By K. Ratnayake, 22 August 2009
Washington sent its special envoy Richard Holbrook to Islamabad this week to pressure Pakistan into launching a major offensive in South Waziristan.
By Julie Hyland, 22 August 2009
The legal charity Reprieve is suing the British government in connection with the illegal detention of two men held in Afghanistan.
By Patrick O’Connor, 21 August 2009
Yesterday’s presidential election in Afghanistan featured massive abstention and blatant ballot rigging, underscoring the corrupt character of the exercise.
By Tom Eley, 18 August 2009
In a speech delivered Monday to the annual convention of the Veterans of Foreign Wars (VFW), President Obama promised to intensify the US military engagement in Afghanistan and Pakistan.
By Hiram Lee, 18 August 2009
Sergeant Travis Bishop has been sentenced to one year in prison for refusing deployment to Afghanistan.
By James Cogan, 15 August 2009
The civil war between the US-backed government of President Asif Ali Zardari and Islamist and tribal militants is escalating in the wake of the assassination of Pakistani Taliban leader Baitullah Mehsud.
By Harvey Thompson, 14 August 2009
The head of the British Army, General Sir David Richards, has said Britain could still be in Afghanistan in 40 years time.
By James Cogan, 8 August 2009
The American political establishment and the US media, along with Washington’s client government in Islamabad, are reveling in the reports that missiles launched from an unmanned US Predator drone on Wednesday killed Pakistani tribal leader Baitullah Mehsud.
By Stefan Steinberg and Barry Grey, 7 August 2009
In the face of mounting popular opposition to the slaughter in Afghanistan, the US and European governments are stepping up their intervention and making clear that the neo-colonial occupation is open-ended.
As US, NATO casualties mount
By Jerry White, 4 August 2009
After the deadliest month since the Afghan war began, US military commanders are planning to press for more troops in order to mount a counterinsurgency campaign in the Central Asian country.
By Chris Marsden, 30 July 2009
Recent opinion polls have confirmed the deep-seated and growing opposition to the Afghan war amongst the British public. But there is barely any expression of this to be found within official political circles or the media.
By Chris Marsden, 28 July 2009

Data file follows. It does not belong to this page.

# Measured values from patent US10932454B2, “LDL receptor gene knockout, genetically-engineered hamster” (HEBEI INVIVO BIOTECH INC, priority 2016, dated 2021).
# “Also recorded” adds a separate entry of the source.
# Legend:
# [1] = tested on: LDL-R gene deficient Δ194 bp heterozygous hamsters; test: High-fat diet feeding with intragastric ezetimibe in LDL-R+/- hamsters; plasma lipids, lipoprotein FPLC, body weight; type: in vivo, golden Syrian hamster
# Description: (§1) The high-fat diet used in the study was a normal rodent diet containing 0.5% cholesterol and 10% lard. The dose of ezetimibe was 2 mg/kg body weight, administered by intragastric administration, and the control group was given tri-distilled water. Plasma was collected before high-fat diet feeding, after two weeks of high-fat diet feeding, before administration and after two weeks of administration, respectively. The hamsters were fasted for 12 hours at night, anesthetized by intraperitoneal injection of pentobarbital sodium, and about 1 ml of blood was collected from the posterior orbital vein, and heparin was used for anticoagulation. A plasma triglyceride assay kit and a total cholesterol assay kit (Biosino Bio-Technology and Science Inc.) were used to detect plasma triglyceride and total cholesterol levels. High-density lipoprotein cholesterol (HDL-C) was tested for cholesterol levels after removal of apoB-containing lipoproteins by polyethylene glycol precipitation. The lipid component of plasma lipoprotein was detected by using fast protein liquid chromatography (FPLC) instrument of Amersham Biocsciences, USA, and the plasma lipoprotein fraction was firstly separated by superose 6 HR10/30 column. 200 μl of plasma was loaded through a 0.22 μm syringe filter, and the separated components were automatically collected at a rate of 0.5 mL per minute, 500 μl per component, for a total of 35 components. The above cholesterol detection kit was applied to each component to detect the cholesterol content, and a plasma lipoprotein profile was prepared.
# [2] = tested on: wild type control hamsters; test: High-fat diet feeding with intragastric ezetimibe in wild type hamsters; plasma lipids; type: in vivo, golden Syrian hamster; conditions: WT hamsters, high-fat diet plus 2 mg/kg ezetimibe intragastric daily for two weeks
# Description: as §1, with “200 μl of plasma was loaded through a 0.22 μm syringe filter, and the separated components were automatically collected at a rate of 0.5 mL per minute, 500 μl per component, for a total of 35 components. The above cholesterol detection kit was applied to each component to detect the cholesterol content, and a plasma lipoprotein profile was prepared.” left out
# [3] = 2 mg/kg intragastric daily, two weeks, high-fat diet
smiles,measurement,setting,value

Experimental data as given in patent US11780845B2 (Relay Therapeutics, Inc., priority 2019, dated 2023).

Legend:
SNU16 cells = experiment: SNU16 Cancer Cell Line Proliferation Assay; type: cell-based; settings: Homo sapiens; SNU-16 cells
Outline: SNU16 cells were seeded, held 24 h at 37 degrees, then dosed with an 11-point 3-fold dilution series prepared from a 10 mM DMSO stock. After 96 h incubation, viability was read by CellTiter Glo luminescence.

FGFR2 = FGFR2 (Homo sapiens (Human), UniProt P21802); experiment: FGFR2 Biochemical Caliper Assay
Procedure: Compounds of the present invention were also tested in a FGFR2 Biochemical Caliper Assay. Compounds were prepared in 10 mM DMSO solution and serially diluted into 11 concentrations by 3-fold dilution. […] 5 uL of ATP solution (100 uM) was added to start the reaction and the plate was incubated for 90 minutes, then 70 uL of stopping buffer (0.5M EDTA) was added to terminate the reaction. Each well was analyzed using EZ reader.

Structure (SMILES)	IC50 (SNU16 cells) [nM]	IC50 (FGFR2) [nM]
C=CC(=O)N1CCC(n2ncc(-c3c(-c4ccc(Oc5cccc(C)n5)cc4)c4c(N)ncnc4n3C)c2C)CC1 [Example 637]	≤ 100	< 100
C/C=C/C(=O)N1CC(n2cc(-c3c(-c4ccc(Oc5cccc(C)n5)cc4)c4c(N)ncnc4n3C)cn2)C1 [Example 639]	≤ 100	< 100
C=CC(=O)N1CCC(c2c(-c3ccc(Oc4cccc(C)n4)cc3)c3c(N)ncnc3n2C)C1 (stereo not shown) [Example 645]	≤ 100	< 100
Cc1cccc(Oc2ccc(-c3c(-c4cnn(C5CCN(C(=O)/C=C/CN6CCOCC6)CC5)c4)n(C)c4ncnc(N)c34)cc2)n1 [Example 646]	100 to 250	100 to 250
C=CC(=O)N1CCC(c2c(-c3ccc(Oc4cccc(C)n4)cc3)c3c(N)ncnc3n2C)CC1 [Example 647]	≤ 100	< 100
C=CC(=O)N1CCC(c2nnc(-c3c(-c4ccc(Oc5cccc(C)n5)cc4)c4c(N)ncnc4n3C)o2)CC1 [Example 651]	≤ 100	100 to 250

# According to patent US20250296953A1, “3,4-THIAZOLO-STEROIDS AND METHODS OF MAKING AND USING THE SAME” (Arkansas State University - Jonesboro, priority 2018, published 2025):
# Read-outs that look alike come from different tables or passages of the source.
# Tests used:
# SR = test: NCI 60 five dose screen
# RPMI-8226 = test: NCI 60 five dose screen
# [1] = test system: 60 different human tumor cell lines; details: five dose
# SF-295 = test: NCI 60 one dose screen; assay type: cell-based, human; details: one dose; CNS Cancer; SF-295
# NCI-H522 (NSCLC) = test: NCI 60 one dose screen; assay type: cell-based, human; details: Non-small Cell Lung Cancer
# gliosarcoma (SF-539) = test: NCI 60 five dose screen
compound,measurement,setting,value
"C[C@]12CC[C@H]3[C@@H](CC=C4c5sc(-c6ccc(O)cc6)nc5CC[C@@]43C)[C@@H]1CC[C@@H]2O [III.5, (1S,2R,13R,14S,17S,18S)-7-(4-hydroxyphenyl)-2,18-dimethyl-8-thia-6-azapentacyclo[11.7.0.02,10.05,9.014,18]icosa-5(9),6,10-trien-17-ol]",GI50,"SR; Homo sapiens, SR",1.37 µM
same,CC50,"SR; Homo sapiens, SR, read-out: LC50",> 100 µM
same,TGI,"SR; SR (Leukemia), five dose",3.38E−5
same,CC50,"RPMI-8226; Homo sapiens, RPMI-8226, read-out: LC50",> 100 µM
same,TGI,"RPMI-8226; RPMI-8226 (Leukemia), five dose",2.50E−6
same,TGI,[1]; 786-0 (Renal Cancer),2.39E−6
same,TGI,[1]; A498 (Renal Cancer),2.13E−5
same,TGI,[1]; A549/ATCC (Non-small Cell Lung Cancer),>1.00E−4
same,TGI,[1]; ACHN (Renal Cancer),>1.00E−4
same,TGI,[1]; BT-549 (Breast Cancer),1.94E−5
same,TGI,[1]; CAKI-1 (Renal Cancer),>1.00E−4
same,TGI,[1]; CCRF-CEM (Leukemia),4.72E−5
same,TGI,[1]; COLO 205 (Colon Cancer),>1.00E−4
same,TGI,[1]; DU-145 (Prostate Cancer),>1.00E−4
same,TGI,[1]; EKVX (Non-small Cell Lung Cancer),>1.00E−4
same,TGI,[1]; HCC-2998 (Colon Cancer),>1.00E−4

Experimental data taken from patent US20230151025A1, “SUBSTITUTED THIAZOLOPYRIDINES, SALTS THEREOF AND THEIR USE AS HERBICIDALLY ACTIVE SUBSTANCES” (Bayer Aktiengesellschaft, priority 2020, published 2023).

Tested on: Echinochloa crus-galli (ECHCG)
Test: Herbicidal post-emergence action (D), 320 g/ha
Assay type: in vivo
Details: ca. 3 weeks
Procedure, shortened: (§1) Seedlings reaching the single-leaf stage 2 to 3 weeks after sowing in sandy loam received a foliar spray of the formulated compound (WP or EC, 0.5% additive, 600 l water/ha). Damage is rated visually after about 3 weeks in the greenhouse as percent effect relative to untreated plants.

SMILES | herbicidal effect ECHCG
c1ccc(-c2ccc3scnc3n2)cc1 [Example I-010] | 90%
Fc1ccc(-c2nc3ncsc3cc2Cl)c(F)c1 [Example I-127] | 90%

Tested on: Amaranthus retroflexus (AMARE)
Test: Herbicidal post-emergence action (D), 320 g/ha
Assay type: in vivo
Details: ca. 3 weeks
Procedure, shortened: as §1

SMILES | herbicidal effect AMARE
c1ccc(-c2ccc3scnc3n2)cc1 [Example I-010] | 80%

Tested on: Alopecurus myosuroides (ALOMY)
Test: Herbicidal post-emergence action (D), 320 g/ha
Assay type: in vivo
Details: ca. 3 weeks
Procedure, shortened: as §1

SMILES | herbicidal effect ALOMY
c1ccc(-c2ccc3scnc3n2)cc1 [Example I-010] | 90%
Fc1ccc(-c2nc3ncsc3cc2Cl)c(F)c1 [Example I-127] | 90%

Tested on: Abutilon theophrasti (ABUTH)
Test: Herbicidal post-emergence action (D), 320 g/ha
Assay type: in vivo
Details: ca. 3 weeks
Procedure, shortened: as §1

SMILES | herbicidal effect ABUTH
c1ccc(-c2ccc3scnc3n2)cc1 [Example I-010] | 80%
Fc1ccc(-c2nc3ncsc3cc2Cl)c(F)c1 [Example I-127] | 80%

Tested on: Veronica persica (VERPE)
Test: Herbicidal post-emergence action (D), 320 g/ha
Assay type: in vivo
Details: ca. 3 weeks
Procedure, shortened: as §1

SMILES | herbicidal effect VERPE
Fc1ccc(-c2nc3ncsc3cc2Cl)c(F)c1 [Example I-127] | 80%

The speech by Foreign Secretary David Miliband at the NATO headquarters in Brussels makes clear that Britain intends to deepen its collaboration with the United States in Afghanistan.
What imperialist war produces
By David Walsh, 28 July 2009
The atrocities US troops are committing in Iraq and Afghanistan are transforming a section of returning veterans into a genuine menace to society. Ten members of one army unit alone have been charged with murder, attempted murder or manslaughter.
By Ulrich Rippert, 27 July 2009
The German army has dramatically intensified its intervention in Afghanistan in the past few days, employing heavy weaponry for the first time.
By James Cogan, 25 July 2009
“The occupation forces are supporting the enemies of my people and it is better that they leave.”
By Bill Van Auken, 24 July 2009
US Secretary of State Hillary Clinton’s threat to arm the neighbors of Iran and target the country with nuclear missiles marks an escalation of US pressure on Tehran designed to influence the bitter internal struggle within the clerical regime.
By Bill Van Auken, 18 July 2009
An attack by US warplanes left Afghan civilians dead and wounded, underscoring the grim human cost of the military escalation ordered by the Obama administration.
By Harvey Thompson, 14 July 2009
The death of eight soldiers, three just 18 years old, in a 24 hour period brings total UK troop deaths in Afghanistan to 184, exceeding the 179 killed during the occupation of Iraq.
By James Cogan, 10 July 2009
It is remarkable that even as the Obama administration has escalated the war, it has virtually dropped the original pretext that was used to justify it. What ever happened to Osama bin Laden?
By Tom Eley, 15 June 2009
House and Senate negotiators Friday reached agreement on a $106 billion bill funding the US wars in Iraq, Afghanistan and Pakistan through September after President Obama vowed to continue suppressing photos of US personnel torturing Iraqi prisoners.
By Bill Van Auken, 12 June 2009
Confirmed Wednesday as Obama’s new commander in Afghanistan, General Stanley McChrystal has been given extraordinary powers to assemble his own staff and is drawing heavily from a super-secret assassination squad formed under the Bush administration.